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Desktop Computing and Beyond

The year is 2015 and I am sitting at my desk typing on my 'computer;' I interact with it through a holographic projection of a k

The year is 2015 and I am sitting at my desk typing on my "computer;" I interact with it through a holographic projection of a keyboard etched with blue-green lasers on my desktop and a whopping 42" wide image projected onto my office wall. The walls are painted with light-reactive paint enhanced by a phosphorus polymer from the Phillips Company, a once-leading supplier for now passé LCD monitors that used to crowd desks, along with a noisy PC tower.

My current desktop environment is provided by my cell phone, as it is now my primary conduit to the world. I no longer need a wired phone line since my cell phone gives me unlimited international calling for a mere $30 per month as I can connect using VoIP and Skype over my 80211.m network that covers 60% of the United States. However, roaming is still a pain and I have a special CMDA card that I keep as a backup for rural locations. Besides desktop computing, my phone is a perfect machine for video conferences and I always have my included 20 mega pixel camera and 50 times digital zoom to capture and upload my pictures to Flicker (which eventually bought the Flicker.com domain and became the name of the once powerful search engine giant Yahoo!), rumored to be in the process of acquiring Eastman Kodak.

I log into my desktop environment, powered by Google, and go to my Gmail account. It seems as if everyone has one since they started issuing them when you get your social security number. No one uses corporate e-mail; it's just too much of a pain. In fact, Google has just signed a deal with the U.S. Post Office for an opt-in service that lets them scan your mail and deliver it via Gmail, which now gives you your first terabyte of storage for free.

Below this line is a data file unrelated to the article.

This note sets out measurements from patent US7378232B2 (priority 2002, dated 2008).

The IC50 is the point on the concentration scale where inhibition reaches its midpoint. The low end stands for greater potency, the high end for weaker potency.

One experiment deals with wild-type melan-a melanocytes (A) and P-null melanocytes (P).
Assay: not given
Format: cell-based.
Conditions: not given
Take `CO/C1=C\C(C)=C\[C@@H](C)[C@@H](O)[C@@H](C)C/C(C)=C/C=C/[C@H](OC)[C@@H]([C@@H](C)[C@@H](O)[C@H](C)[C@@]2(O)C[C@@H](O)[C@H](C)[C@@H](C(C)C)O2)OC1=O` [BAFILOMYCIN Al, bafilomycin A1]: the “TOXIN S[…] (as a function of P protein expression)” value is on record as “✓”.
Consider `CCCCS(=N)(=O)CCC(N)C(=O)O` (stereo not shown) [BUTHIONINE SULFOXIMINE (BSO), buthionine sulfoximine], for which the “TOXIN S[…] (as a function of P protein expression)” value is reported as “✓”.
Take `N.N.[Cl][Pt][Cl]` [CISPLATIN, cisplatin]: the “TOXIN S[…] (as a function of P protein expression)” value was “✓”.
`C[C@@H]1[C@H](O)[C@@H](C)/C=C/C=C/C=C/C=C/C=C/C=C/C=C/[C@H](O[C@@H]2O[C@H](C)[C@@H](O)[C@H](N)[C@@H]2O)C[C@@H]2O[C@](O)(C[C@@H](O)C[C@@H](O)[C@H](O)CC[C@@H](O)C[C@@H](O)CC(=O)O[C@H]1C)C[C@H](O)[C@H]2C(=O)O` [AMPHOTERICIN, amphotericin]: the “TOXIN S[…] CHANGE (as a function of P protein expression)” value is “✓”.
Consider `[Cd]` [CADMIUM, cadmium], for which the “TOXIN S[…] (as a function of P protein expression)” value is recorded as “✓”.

I decide to write an article for LinuxWorld Magazine, Volume 13, issue 9 (which is now just known as LW since everything runs Linux). I fire up Google Desktop and it's now using an embedded Java version of OpenOffice.org 10.0 to write an article about Microsoft's role as the world's leading game provider since leaving the world of operating systems and focusing solely on home entertainment. I insert my wireless earbuds and start to listen to my audio blog feeds collated by Apple iTunes into my virtual iPod that streams audio from servers housed in one of Google's thousands of Linux-powered data centers. I look at my antique radio and laugh at how much time I used to spend tuning into National Public Radio, called National Streaming Radio since 2010. I don't miss the days of tuning in to shows, and the idea of primetime TV since I like to watch most of my TV right before dinner or in the morning as I get ready for work. Now the word timeshifting seems to be a superfluous term just as the information super highway has become obsolete. I can't remember when I had stopped using my TiVo, probably when AOL Time Warner moved to their self-programmed lifestyle format - no broadcasts other than news as everything else is on-demand.